Dairy cows need to have calves every year to keep up their milk production. Mostly the calves are turned into dog food in their first couple of days of life.
Some friends collected three baby calves from a dairy, fed them on artificial milk, then planned to raise them on grass. As it turns out, growing calves need an enormous amount of grass, more than they had, and so they ended up at Cockatrice Farm. With all the wet weather, we have had heaps of grass.
After a year, the steers (ie grown up desexed male cattle) started going through our sometimes dubious fences. We asked about taking them to the abattoir, but that had a number of practical difficulties. We don’t have an adequate loading ramp, for instance.
Allison found one of the steers in Barker’s Lane, from where he could have wandered onto the Hume Highway — a serious traffic risk. So it became urgent to deal with them.
One of the people at my work recommended a Goulburn mobile butcher. He was happy to come, and the price was excellent.
We rounded up the steers without incident. We have a cattle crush coming off our round yard, and that worked well.
Each steer was put through the crush, and knocked out quickly and humanely with a stun gun, technically a “captive bolt pistol” where the bolt is fired with gunpowder but the bolt doesn’t actually leave the pistol. The butcher slit the throat for bleeding and then the neighbour’s ancient tractor was used to haul the carcass away for skinning and quartering.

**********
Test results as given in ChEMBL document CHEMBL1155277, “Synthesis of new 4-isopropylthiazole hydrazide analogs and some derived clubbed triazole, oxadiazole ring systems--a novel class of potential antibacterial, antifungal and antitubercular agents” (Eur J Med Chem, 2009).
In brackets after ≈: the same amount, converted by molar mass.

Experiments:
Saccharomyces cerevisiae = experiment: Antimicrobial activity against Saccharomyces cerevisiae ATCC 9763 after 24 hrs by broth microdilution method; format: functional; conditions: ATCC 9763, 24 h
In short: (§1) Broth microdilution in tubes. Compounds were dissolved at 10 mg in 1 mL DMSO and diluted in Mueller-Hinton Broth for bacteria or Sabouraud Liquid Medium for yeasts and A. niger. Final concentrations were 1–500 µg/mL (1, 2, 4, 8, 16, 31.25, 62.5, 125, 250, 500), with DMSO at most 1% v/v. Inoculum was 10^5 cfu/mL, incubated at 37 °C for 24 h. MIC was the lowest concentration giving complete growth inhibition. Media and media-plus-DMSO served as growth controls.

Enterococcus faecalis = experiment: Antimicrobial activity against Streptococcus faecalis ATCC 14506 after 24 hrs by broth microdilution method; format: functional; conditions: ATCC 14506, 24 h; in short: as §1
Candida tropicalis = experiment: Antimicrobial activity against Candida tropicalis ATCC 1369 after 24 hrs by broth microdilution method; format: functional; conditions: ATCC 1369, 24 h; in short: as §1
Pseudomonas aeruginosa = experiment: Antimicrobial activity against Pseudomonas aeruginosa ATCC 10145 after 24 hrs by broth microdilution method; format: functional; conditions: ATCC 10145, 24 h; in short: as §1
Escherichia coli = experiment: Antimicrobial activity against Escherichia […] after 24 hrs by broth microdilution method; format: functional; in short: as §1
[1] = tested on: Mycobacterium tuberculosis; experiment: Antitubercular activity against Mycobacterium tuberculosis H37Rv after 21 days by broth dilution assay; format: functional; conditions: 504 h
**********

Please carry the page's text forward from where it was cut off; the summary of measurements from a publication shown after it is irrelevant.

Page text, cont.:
We had some initial problems getting the tractor going (thanks Jim for solving that one) but otherwise it was an efficient process. The butcher has plenty of abattoir experience, and is a master with a knife.
The butcher left the quarters in a mobile coolroom at the farm for 10 days — the meat needs to hang to become tender and for the fats to harden. Then the butcher came back and chopped the meat up into all the standard meat cuts.
To get the best price, we had to pack the meat ourselves into plastic bags the butcher provided. So we would get a huge plastic tub with each cut, for which he printed labels showing the cut and the packing date. For the most part we packed two of each thing per bag: sometimes it’s just Allison and myself, or us plus wwoofers, or random amounts of friends.
We got roasts, enormous numbers of steaks, schnitzels (which he tenderised), osso buccos, even ribs and soup bones. There was corned beef, sausages plus about 50kg of mince per beast. Immense amounts of meat. We got a tongue, but didn’t take the kidneys and liver though we easily could have. We decided not to tan the hides — too much work at the moment.
We ended up with a barbecue with our friends, for which the butcher joined us. The meat is great and we’re very happy with the results.